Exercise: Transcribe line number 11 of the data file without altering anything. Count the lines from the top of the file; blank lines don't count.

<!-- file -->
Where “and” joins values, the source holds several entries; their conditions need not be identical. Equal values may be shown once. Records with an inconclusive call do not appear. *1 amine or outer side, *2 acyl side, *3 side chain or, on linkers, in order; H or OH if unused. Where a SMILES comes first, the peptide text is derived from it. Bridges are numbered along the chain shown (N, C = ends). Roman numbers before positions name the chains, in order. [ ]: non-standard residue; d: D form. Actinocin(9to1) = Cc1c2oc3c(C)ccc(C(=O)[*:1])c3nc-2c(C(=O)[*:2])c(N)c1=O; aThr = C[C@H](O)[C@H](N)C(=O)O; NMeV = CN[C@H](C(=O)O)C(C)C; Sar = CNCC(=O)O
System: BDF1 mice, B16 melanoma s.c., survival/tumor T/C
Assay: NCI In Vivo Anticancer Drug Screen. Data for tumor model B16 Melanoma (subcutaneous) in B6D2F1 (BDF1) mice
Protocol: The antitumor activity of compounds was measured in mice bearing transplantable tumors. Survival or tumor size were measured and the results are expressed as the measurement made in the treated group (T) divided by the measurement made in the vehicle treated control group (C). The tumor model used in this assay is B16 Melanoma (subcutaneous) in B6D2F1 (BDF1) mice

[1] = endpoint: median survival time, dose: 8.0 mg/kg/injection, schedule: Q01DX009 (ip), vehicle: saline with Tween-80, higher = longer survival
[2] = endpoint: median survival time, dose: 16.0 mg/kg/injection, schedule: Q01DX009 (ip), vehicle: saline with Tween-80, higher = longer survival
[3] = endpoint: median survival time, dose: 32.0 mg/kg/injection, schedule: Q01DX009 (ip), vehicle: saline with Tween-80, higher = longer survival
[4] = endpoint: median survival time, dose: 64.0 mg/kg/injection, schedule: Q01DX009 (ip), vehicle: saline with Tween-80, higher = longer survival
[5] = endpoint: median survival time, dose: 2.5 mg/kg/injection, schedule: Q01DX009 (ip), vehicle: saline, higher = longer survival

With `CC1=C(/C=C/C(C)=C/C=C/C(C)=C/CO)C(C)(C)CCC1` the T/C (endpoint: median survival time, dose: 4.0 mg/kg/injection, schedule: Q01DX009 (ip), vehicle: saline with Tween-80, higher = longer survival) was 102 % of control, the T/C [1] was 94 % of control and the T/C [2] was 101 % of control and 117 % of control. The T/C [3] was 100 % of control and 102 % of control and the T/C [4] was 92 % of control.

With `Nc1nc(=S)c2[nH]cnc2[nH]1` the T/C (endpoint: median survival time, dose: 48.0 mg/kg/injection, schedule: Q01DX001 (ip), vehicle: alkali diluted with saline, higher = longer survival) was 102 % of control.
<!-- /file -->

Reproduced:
With `Nc1nc(=S)c2[nH]cnc2[nH]1` the T/C (endpoint: median survival time, dose: 48.0 mg/kg/injection, schedule: Q01DX001 (ip), vehicle: alkali diluted with saline, higher = longer survival) was 102 % of control.